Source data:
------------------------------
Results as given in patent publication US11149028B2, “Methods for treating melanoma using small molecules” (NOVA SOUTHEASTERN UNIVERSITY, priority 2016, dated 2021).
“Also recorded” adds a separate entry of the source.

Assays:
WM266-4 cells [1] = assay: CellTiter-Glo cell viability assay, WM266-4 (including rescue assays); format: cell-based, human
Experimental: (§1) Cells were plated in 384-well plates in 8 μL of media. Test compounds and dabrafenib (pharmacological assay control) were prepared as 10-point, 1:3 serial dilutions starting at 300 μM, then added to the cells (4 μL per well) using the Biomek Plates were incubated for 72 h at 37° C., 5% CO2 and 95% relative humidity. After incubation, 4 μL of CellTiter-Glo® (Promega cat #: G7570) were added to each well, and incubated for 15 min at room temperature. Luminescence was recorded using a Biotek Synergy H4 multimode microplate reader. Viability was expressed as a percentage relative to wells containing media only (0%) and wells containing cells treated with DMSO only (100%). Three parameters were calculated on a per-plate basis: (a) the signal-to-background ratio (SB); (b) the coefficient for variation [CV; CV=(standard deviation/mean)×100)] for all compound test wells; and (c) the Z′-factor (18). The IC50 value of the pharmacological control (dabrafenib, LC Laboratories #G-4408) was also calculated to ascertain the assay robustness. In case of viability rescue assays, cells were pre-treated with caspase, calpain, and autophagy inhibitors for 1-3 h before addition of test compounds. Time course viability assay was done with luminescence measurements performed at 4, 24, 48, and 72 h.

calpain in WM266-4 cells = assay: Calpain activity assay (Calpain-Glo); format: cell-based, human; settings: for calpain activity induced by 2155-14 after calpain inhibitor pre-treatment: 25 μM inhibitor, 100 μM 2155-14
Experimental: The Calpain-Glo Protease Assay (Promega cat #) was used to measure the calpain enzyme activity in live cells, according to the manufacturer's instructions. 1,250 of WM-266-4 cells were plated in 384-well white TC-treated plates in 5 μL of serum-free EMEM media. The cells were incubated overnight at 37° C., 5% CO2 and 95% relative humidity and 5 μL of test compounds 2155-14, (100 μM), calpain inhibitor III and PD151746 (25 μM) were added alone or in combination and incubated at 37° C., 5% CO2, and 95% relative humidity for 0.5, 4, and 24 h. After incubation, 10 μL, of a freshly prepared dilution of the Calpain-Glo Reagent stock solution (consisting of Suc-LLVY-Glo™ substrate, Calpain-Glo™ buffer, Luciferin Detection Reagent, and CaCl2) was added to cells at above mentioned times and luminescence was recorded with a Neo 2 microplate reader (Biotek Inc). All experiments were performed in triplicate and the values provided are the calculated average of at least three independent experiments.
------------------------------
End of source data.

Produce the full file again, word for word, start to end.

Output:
Results as given in patent publication US11149028B2, “Methods for treating melanoma using small molecules” (NOVA SOUTHEASTERN UNIVERSITY, priority 2016, dated 2021).
“Also recorded” adds a separate entry of the source.

Assays:
WM266-4 cells [1] = assay: CellTiter-Glo cell viability assay, WM266-4 (including rescue assays); format: cell-based, human
Experimental: (§1) Cells were plated in 384-well plates in 8 μL of media. Test compounds and dabrafenib (pharmacological assay control) were prepared as 10-point, 1:3 serial dilutions starting at 300 μM, then added to the cells (4 μL per well) using the Biomek Plates were incubated for 72 h at 37° C., 5% CO2 and 95% relative humidity. After incubation, 4 μL of CellTiter-Glo® (Promega cat #: G7570) were added to each well, and incubated for 15 min at room temperature. Luminescence was recorded using a Biotek Synergy H4 multimode microplate reader. Viability was expressed as a percentage relative to wells containing media only (0%) and wells containing cells treated with DMSO only (100%). Three parameters were calculated on a per-plate basis: (a) the signal-to-background ratio (SB); (b) the coefficient for variation [CV; CV=(standard deviation/mean)×100)] for all compound test wells; and (c) the Z′-factor (18). The IC50 value of the pharmacological control (dabrafenib, LC Laboratories #G-4408) was also calculated to ascertain the assay robustness. In case of viability rescue assays, cells were pre-treated with caspase, calpain, and autophagy inhibitors for 1-3 h before addition of test compounds. Time course viability assay was done with luminescence measurements performed at 4, 24, 48, and 72 h.

calpain in WM266-4 cells = assay: Calpain activity assay (Calpain-Glo); format: cell-based, human; settings: for calpain activity induced by 2155-14 after calpain inhibitor pre-treatment: 25 μM inhibitor, 100 μM 2155-14
Experimental: The Calpain-Glo Protease Assay (Promega cat #) was used to measure the calpain enzyme activity in live cells, according to the manufacturer's instructions. 1,250 of WM-266-4 cells were plated in 384-well white TC-treated plates in 5 μL of serum-free EMEM media. The cells were incubated overnight at 37° C., 5% CO2 and 95% relative humidity and 5 μL of test compounds 2155-14, (100 μM), calpain inhibitor III and PD151746 (25 μM) were added alone or in combination and incubated at 37° C., 5% CO2, and 95% relative humidity for 0.5, 4, and 24 h. After incubation, 10 μL, of a freshly prepared dilution of the Calpain-Glo Reagent stock solution (consisting of Suc-LLVY-Glo™ substrate, Calpain-Glo™ buffer, Luciferin Detection Reagent, and CaCl2) was added to cells at above mentioned times and luminescence was recorded with a Neo 2 microplate reader (Biotek Inc). All experiments were performed in triplicate and the values provided are the calculated average of at least three independent experiments.